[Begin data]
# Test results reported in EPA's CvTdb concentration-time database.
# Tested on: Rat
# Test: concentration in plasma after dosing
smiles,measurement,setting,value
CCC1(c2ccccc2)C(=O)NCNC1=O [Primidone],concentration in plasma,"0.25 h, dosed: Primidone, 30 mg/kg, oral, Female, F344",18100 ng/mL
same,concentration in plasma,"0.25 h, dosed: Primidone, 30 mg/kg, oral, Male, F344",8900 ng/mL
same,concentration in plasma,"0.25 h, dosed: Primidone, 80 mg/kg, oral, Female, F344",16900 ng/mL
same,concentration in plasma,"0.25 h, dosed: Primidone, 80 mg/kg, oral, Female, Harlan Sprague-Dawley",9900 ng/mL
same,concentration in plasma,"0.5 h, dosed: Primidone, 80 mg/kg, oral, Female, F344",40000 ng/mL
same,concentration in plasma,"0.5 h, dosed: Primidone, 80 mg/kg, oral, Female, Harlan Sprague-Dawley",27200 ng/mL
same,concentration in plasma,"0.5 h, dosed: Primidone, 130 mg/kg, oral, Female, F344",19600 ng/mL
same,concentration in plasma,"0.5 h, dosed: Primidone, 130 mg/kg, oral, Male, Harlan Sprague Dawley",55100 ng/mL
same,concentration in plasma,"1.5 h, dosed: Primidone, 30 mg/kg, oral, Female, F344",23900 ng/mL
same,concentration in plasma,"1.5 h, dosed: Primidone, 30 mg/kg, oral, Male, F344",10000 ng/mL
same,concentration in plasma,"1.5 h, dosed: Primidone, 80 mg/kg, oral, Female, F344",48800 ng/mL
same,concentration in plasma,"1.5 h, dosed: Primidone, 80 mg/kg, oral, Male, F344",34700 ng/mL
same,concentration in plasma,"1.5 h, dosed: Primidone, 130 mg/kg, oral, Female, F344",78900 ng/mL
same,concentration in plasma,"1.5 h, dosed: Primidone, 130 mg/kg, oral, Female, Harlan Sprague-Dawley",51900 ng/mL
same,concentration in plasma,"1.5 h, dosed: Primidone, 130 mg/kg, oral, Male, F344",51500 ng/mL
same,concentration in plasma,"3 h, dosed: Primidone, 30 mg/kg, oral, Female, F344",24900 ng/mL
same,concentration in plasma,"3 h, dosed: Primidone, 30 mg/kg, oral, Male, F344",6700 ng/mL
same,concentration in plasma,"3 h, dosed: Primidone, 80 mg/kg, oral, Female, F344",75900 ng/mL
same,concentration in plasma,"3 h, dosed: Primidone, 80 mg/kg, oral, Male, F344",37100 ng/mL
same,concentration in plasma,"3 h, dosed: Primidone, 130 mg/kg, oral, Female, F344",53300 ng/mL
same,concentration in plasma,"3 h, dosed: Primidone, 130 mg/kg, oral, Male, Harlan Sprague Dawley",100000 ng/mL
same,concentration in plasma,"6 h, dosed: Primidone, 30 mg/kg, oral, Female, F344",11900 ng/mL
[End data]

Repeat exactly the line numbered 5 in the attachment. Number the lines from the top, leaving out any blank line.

CCC1(c2ccccc2)C(=O)NCNC1=O [Primidone],concentration in plasma,"0.25 h, dosed: Primidone, 30 mg/kg, oral, Female, F344",18100 ng/mL